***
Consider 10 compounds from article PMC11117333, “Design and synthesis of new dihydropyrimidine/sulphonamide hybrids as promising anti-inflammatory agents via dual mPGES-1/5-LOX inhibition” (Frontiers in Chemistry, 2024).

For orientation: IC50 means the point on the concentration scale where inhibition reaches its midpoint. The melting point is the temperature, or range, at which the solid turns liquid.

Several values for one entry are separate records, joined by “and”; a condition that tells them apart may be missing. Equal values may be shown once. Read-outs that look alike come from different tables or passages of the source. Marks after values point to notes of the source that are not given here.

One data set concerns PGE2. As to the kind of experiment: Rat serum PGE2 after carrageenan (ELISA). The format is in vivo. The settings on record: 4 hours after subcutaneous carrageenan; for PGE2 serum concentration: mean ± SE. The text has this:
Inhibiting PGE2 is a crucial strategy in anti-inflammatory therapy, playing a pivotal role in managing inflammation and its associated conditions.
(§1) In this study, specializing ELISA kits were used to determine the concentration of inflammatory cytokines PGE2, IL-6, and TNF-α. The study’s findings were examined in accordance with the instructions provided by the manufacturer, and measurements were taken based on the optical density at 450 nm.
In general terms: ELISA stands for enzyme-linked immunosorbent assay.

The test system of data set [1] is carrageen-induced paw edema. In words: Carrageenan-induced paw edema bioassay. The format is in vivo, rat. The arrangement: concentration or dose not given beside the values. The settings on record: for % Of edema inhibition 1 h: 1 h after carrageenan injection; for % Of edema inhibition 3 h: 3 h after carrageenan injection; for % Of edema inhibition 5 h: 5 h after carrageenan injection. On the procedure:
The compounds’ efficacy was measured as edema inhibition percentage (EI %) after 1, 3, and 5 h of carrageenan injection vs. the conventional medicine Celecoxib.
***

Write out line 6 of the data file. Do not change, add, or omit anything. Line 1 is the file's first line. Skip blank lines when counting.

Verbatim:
(§1) In this study, specializing ELISA kits were used to determine the concentration of inflammatory cytokines PGE2, IL-6, and TNF-α. The study’s findings were examined in accordance with the instructions provided by the manufacturer, and measurements were taken based on the optical density at 450 nm.